We regularly monitored 12 banded mongoose troops using VHF radio collars [32]. Banded mongooses use designated communal latrines, where individuals will defecate as a group, providing an opportunity to sample individuals of the troop without duplication. Fecal samples were collected from latrine sites across 12 study troops from July to August 2017 and in January 2019. Briefly, troops were tracked to their denning site the evening prior to fecal collection using radio telemetry [32]. Fecal samples were collected after the mongooses had used the latrine and moved away from the area. A sterile surgical blade was used to sample from the center of the fecal bolus, which was then transferred into a sterilized 1.5 mL Eppendorf tube. The tube was then placed on ice and transported back to the laboratory for immediate DNA extraction.

Mongoose troop home ranges occurred across five land use types (lodge, national park, residential, undeveloped and urban). Troop land type was identified as the land type dominantly used by the troop over a long-term observation period (2012–2018). These data were also used to calculate the proportion of nights troops were observed in anthropogenic (Fig 2A) or natural (Fig 2B) dens. In contrast to natural den sites, anthropogenic dens were defined as those den sites that were comprised of man-made structures, such as a den site under a foundation, or those associated with human waste (e.g., a pile of scrap metal). Den data was classified into four categories, 1 being lowest proportion of nights in anthropogenic dens and 4 being highest proportion based on quantiles.

Fig 2. Banded mongooses (Mungos mungo) at natural and anthropogenic dens.

(A) Banded mongooses emerging from scrap pile (anthropogenic den) Photo credit: Dr. Peter Laver. (B) Banded mongooses at termite mound (natural den) Photo credit: Dr. Claire Sanderson.

Water and sediment samples.

Water samples were collected and processed using hollow-fiber ultrafiltration as previously published [33]. Hollow-fiber ultrafiltration allows for the simultaneous concentration of bacteria, viruses and parasites from large volumes of water down to approximately 250 mL. From July 2017-August 2017, water (30 L, n = 70) and sediment samples (n = 81) were collected from 16 locations along the Chobe River. For each sampling event, three to five samples were collected a day over a four-day period with a total of four sampling events. Samples were collected in five-gallon collapsible carboys rinsed with 10% bleach and then distilled water at least 12 hours before sample collection. Once collected, water samples were stored on ice or cold packs and processed within 24 hours. Sediment samples were collected in 50 mL tube at each of the 16 locations during the same week. Environmental samples were kept on cold packs until stored at -20°C until further processed. The final volume of retentate was aliquoted into 50 mL tubes and stored at -20˚C until DNA extraction. A negative filtration control with distilled water was filtered and treated the same as samples.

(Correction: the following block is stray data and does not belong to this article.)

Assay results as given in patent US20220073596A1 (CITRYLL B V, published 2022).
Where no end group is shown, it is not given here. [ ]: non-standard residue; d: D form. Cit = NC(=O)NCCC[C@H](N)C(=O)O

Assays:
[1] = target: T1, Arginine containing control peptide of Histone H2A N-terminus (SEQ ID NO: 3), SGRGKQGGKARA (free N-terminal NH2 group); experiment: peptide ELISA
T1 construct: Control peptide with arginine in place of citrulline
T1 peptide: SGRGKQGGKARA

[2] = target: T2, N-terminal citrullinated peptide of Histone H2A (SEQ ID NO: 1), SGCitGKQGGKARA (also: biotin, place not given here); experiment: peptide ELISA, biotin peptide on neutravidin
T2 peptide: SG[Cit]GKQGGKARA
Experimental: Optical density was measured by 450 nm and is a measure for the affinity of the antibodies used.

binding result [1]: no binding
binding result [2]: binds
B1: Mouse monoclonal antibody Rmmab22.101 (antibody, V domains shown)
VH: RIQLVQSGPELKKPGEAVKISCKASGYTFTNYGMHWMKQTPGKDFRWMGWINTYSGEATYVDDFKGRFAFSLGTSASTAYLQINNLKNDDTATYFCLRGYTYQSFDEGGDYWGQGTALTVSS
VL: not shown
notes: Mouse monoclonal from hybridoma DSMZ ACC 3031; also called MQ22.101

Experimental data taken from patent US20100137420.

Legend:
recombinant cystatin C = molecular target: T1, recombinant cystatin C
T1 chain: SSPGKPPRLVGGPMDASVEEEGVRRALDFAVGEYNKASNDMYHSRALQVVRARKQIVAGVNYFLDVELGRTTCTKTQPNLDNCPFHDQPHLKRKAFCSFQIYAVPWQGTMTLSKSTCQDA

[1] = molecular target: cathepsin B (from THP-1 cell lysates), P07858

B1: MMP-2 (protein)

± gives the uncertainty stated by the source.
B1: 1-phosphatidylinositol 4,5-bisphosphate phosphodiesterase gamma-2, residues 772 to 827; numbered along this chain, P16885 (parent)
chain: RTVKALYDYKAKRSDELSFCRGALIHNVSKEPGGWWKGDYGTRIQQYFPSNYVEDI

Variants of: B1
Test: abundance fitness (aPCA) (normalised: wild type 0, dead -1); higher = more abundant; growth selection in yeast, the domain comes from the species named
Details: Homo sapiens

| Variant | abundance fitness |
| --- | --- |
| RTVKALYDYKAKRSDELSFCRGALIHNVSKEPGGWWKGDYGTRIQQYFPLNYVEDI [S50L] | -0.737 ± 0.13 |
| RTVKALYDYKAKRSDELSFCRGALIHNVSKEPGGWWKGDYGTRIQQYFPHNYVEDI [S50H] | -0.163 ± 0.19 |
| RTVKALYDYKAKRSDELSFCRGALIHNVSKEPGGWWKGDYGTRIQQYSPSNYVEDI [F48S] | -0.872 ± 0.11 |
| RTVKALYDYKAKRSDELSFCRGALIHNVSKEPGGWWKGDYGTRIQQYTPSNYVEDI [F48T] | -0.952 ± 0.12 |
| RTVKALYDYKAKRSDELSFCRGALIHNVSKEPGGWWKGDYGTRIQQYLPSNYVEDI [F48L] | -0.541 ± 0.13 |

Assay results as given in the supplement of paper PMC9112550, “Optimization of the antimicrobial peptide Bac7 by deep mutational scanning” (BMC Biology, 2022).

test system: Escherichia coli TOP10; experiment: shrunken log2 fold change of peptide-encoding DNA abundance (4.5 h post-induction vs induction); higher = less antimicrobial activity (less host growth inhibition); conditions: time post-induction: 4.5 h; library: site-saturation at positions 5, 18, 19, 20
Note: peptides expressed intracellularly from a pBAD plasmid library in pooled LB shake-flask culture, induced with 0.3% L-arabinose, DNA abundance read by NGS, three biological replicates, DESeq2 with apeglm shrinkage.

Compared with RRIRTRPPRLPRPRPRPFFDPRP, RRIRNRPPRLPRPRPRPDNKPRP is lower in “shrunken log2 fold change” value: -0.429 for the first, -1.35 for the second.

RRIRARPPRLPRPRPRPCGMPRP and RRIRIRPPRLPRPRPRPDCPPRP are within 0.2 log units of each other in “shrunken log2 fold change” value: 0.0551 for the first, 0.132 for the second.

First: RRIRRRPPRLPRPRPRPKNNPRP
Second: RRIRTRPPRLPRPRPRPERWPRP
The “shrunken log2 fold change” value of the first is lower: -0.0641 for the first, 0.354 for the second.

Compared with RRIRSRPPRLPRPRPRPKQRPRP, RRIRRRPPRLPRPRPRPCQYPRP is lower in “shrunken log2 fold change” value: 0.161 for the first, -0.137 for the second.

DNA extraction.

Fecal and sediment samples were extracted using the PowerSoil DNA Isolation Kit (Qiagen Inc., Germantown, MD) following a bead beating step and normal manufacturer protocols. Retentate obtained from water samples was thawed in cool water for two to three hours after which 10 mL aliquots were spun down and the pellet resuspended in 800 uL of lysis buffer. DNA was then extracted using the PureLinkTM Microbiome DNA Extraction Kit (#A29790, Life Technologies, Carlsbad, CA) following the manufacturer’s soil protocol.

Detection of Campylobacter spp.

The DNA extracts were screened for Campylobacter spp. using polymerase chain reaction (PCR) and genus level primers that targeted the 16s rRNA gene (Table 1 [34]). Briefly, the PCR contained 0.5 μM each primer, 1 x HotstarTaq Master Mix (Qiagen, Germantown, MD), 1 μL template DNA, and molecular grade water to reach a 20 μL reaction. All PCR reactions were conducted on MyCycler thermocycler (Bio-Rad, Hercules, CA). Cycling conditions were set at 95°C for 5 minutes for initial denaturation, 95°C for 30 seconds, primer annealing at 56°C for 30 seconds, and extension at 72°C for 30 seconds for 35 cycles, with a final extension for 4 minutes [35]. Laboratory synthesized fragments (gBlocks, Integrated DNA Technologies Inc., Coralville, IA) containing the same fragment amplified by the primer pairs were used as positive control and a negative (water) control were run with each round of PCR. Negative controls were used to establish lack of non-specific bands of the target molecular weight range. PCR products were visualized on a 1% (w/v) agarose gel stained with ethidium bromide.